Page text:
Spaceflightinsider China’s ‘Micius’ satellite demonstrates intercontinental quantum key distribution for the first time


China’s Quantum Science Satellite, nicknamed “Micius” (after a fifth century B.C. Chinese scientist) has performed the first intercontinental quantum key distribution by relaying signals between multiple ground stations located in China and Austria.

The test was conducted by a joint China-Austria team of researchers. In a recent study published in Physical Review Letters on January 19, they reported that a decoy-state quantum key distribution between Micius operating in a low-Earth orbit (LEO) and ground stations located in Xinglong, Nanshan (both in China), and Graz (Austria).

“This is the first demonstration of intercontinental quantum key distribution of any kind, and it will stand as a milestone towards future quantum networks,” said Ronald Hanson of the Technical University of Delft in the Netherlands, whose research focuses on long-distance quantum telecommunication for a quantum internet.

Micius was launched into space on August 15, 2016 by a Long March 2D booster. The satellite was built by the Chinese Academy of Sciences ( CAS ) and weighs around 1,100 pounds (500 kilograms).

The spacecraft is designed to facilitate quantum optics experiments over long distances to allow the development of quantum encryption and quantum teleportation technology.

In order to achieve its scientific objectives, the satellite is equipped with a quantum key communicator, a quantum entanglement emitter, a quantum entanglement source, a quantum experiment controller and processor, and a high-speed coherent laser communicator.

Quantum key distribution (QKD) is a communications method which uses a cryptographic protocol involving components of quantum mechanics. It is based on individual light quanta (single photons) in quantum superposition states that guarantee unconditional security between distant parties. This method is therefore perceived as being more secure than the traditional public key cryptography (which usually relies on the computational intractability of certain mathematical functions).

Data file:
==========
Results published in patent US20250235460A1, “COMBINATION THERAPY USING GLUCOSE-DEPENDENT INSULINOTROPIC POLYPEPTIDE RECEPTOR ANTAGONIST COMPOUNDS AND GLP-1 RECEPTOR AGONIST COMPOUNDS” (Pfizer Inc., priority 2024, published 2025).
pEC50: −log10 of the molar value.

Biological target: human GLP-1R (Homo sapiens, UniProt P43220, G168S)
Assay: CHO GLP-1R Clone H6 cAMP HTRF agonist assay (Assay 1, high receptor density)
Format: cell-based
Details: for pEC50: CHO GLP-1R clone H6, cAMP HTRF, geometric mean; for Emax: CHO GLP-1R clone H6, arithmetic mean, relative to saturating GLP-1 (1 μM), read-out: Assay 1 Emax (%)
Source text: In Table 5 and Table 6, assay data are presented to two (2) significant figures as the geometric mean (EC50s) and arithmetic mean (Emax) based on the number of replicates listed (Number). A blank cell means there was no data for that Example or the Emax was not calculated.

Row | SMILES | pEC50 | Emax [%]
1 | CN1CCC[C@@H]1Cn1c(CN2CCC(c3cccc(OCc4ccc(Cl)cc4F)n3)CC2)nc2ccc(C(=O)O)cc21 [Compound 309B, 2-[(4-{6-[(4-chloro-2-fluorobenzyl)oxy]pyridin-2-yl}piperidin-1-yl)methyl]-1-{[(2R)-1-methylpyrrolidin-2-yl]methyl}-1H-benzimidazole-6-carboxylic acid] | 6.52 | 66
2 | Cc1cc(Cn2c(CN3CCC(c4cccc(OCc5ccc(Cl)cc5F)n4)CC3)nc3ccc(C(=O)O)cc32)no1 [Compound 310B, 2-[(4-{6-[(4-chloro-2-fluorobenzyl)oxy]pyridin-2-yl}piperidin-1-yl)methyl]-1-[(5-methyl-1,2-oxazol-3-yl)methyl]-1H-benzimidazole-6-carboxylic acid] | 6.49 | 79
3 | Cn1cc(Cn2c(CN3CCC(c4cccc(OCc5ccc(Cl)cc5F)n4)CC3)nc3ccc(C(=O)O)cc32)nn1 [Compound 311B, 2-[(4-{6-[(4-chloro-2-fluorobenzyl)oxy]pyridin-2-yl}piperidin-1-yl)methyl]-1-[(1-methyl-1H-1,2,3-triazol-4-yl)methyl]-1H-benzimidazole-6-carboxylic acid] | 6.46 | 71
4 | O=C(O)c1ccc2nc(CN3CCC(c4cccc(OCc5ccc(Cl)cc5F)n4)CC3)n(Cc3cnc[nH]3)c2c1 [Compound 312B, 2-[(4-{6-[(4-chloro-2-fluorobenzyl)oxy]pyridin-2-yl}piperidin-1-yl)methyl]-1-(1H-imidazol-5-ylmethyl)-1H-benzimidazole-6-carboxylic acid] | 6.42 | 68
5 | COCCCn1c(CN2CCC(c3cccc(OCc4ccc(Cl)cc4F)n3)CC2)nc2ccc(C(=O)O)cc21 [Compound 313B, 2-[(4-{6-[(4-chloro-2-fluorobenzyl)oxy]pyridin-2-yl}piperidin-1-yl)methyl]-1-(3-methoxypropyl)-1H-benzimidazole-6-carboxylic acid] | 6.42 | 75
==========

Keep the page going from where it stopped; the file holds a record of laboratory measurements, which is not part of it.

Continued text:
Now, a team of researchers led by Jian-Wei Pan of the University of Science and Technology of China (USTC) in Hefei, are working to successful demonstrate the use of QKD using laser beams.

As part of the experiment, Micius has relayed quantum encrypted data in the form of images and a video stream between China and Austria – over a distance of 4,700 miles (7,600 kilometers).

“This was, on the one hand, the transmission of images in a one-time pad configuration from China to Austria as well as from Austria to China. Also, a video conference was performed between the Austrian Academy of Sciences and the Chinese Academy of Sciences, which also included a 280 kilometer [174 mile] optical ground connection between Xinglong and Beijing,” the scientists wrote in the paper .

Micius is part of an international project called Quantum Experiments at Space Scale (QUESS), led by Chinese scientists. It aims to establish a quantum-encrypted network – a European–Asian network is planned to be launched by 2020, while a global network by 2030. Pan and his colleagues believe that the latest tests conducted with the use of Micius bring them much closer towards building an ultra-long-distance global quantum network.

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